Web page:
As Equifax prepares to pay out as much as $US700 million in compensation for its spectacular 2017 security breach, and cosmetics retailer Sephora apologises for a leak of Asia Pacific customer data, now is a good time to consider the advantages of data ownership.
Peace of mind around security isn’t the only advantage, there are a whole host of other good business reasons as well.
At Poplin we see ownership as a first step on the road to organisational change, a change that can begin to fulfil some of the huge potential many companies know their data holds but find difficult to unlock.
Still, given recent developments, the risk of a breach isn’t a bad place to start.
On Monday the United States Federal Trade Commission announced credit reporting agency Equifax had agreed to pay out consumers affected by its 2017 hacking breach that compromised the financial information of nearly 148 million consumers.
Worldwide, the implementation of comprehensive laws like the European Union’s General Data Protection Regulation (GDPR) and California Consumer Privacy Act (CCPA), together with amendments to Australia’s own Privacy Act, are increasing responsibility and accountability.
At the same time, consumers are wielding greater control over the data they generate.
What does full data ownership mean?
Companies must know exactly where data is stored and be able to access it if they want to stand any chance of complying with these growing demands.
Some tools such as Google Analytics can be a good starting point for small firms and startups. They provide the basic functionality needed to begin piecing together a broad-brush picture of customer behaviour.
The disadvantage is users don’t get full ownership; access to the raw data isn’t part of the package and remains with the platform provider.
First party analytics solutions, like Snowplow, give organisations complete data ownership. Our clients – Catch Group, Finder, The Iconic – are enjoying the security and operational benefits available when you control your business data.
Security considerations aside, limitations inherent in third party data arrangements begin to become apparent as a company grows.
The ability to answer more complex questions – the relative value of different referral channels or change goals historically, say – simply isn’t there. It’s like the difference between trying to understand the world via an image recorded on a 3-megapixel camera versus the human eye.
Once companies grow beyond a certain size, they need that high definition picture. They also need to start thinking about potential future applications for their data, such as powering data science, AI and cross-cloud applications.
And it’s around this time they begin to look for something more sophisticated.
For many, this will come down to a decision about which platform to invest in, or perhaps whether to build something bespoke.
At Poplin we recognise those technical decisions are important – technology is at the core of what we do – but our focus isn’t so much on the tools as to how they’re used.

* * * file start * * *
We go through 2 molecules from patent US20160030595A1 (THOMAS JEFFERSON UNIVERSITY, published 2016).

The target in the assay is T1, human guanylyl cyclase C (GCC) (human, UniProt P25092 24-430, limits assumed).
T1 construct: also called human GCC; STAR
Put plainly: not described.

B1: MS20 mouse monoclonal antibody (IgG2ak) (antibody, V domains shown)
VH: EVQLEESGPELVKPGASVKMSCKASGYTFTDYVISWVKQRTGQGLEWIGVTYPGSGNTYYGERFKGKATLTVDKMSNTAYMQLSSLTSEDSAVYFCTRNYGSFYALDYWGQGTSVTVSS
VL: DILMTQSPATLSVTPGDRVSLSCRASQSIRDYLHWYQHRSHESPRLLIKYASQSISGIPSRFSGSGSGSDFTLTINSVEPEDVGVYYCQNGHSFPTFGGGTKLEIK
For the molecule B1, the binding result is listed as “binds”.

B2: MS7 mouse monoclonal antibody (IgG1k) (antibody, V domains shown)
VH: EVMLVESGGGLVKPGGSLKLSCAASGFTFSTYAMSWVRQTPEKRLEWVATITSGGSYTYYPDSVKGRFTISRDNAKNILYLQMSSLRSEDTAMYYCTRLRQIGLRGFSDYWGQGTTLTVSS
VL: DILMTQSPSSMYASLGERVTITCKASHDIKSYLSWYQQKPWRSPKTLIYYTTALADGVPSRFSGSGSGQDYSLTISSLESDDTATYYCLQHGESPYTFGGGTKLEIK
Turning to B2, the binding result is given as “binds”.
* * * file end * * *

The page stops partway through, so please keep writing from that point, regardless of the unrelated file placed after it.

That’s because data itself isn’t a panacea. You need to be able to use it and make it accessible, otherwise it just sits there. Data alone is passive.
Delivering on the promise of big data
A global survey from McKinsey Digital shows companies have high expectations of data analytics but not all of them are achieving results. What’s interesting is the problem doesn’t seem to originate with the tools themselves nor with strategy so much as the way both are applied.
High performing companies attribute a lot of their success to senior leadership involvement, while low-performing companies cite problems with organisational structure and lack of management buy-in.
Platforms promise a lot of things but they can’t hope to solve problems like these because they exist on a human level rather than a technological one.
Mobilising data properly takes a lot of the time and emotion out of decision-making.
It becomes possible to build a hypothesis and test it against real evidence. In short, business starts to become more like a science than an art, albeit one informed by creative thinking. Following five steps the DMAIC method is an effective process to determine the right data based decisions.
- Define the problem
- Measure the consequences caused by the problem
- Analyse the causes of the problem
- Improve by implementing and testing solutions
- Control the problem with the right solution
That’s not to say gut feel and experience aren’t critical. Industry veterans can provide vital context to an otherwise sterile data set and both inputs are needed to get the best results.
Data as a competitive advantage
Ultimately, decision making is a human process and designing structures to support that is the key part of our work at Poplin.
We help our clients build a culture in which different teams begin to use data to address the various challenges and opportunities they face.
Working with Catch Group we helped the online retailer gain an advantage in the competitive eCommerce market. We built a complete data system giving Catch ownership of their data so they can define, measure and judge the success of any project they undertake. (Read more about this project here).
Pretty soon, they can see for themselves what’s testable and what isn’t, what kind of data they need and how to get it.
Once those structures are in place, they need to be maintained, monitored and, where necessary, corrected.
It’s not a one-off process but an iterative one. And it all starts with data ownership.
Over the coming months, we will continue to explore Data Ownership including topics around centralising data sources, data governance and more.
To understand more about how Snowplow compares to other analytics vendors and Snowplow Analytics view on Data Ownership